July 24 (Bloomberg) -- Spain’s bonds fell, pushing five-and 10-year yields to euro-era records, as the nation’s borrowing costs rose at an auction amid concern its banks’ and regions’ debts will force it to seek a sovereign bailout.
Italian bonds declined for a third day after services and manufacturing in the euro region shrank in July. Germany’s bunds sank, pushing up yields from near all-time lows, after Moody’s Investors Service cut the outlook on the nation’s top rating citing concern it will have to support weaker euro-region members. Government debt from the Netherlands fell as its outlook was also lowered by Moody’s, along with Luxembourg.
“It’s a desperate situation” for Spain, Robin Marshall, who helps oversee the equivalent of $19 billion as director of fixed income at Smith & Williamson Investment Management in London, said in an interview on Bloomberg Television’s “The Pulse” with Caroline Hyde. “Markets are slowly closing to them so I don’t think there’s much doubt they’ll need an international package at some point soon.”
Spain’s 10-year yield rose 12 basis points, or 0.12 percentage point, to 7.62 percent at 5:25 p.m. in London after climbing to 7.636 percent, the highest since November 1996. The 5.85 percent bond due in January 2022 dropped 0.75 or 7.50 euros per 1,000-euro ($1,205) face amount, to 88.265. The yield jumped 23 basis points yesterday.
The Spanish five-year rate increased as much as 18 basis points to 7.592 percent.
Spain sold 3.05 billion euros of bills today, including 84-day securities at a yield of 2.434 percent, compared with a rate of 2.362 percent at an auction on June 26.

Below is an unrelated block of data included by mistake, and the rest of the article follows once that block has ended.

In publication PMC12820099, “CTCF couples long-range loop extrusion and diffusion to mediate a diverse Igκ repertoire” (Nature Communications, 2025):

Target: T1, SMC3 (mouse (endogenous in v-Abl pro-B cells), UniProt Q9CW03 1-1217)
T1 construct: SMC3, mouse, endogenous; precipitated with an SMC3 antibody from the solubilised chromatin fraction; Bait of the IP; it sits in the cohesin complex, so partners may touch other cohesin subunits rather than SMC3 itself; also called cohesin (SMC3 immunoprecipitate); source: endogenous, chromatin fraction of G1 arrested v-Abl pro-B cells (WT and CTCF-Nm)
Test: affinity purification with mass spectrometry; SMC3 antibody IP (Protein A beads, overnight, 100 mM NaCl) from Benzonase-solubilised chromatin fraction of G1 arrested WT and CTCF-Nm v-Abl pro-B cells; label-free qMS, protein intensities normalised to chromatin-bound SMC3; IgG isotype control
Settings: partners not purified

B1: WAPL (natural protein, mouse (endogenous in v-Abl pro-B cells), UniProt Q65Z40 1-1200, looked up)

Angel Gurria, secretary general of the Organization for Economic Cooperation and Development, told Bloomberg Television a full-blown bailout can be averted if the European Central Bank starts buying the Spain’s in large quantities. The nation’s government hasn’t ruled out leaving the euro and is considering options including an international bailout or default, El Confidencial reported, citing sources close to Prime Minister Mariano Rajoy it didn’t identify.
Luxembourg Finance Minister Luc Frieden said in an interview today that no work is being done for a bailout of the Spanish government and the euro area is ready to help the nation.
The German 10-year yield rose six basis points to 1.24 percent, after matching its June 1 record low of 1.127 percent yesterday. The Dutch 10-year yield climbed 11 basis points to 1.74 percent.
“The closer we get to a larger bailout for Spain, the more it will start to weigh on bunds,” said Allan von Mehren, a fixed-income strategist at Danske Bank A/S in Copenhagen. “The situation for Spain is unsustainable and it’s just a matter of time before we see some kind of intervention.”
Moody’s changed the outlooks on the Aaa credit ratings for Germany, the Netherlands and Luxembourg to negative yesterday, citing an “increasing likelihood” of collective support for countries such as Spain and Italy.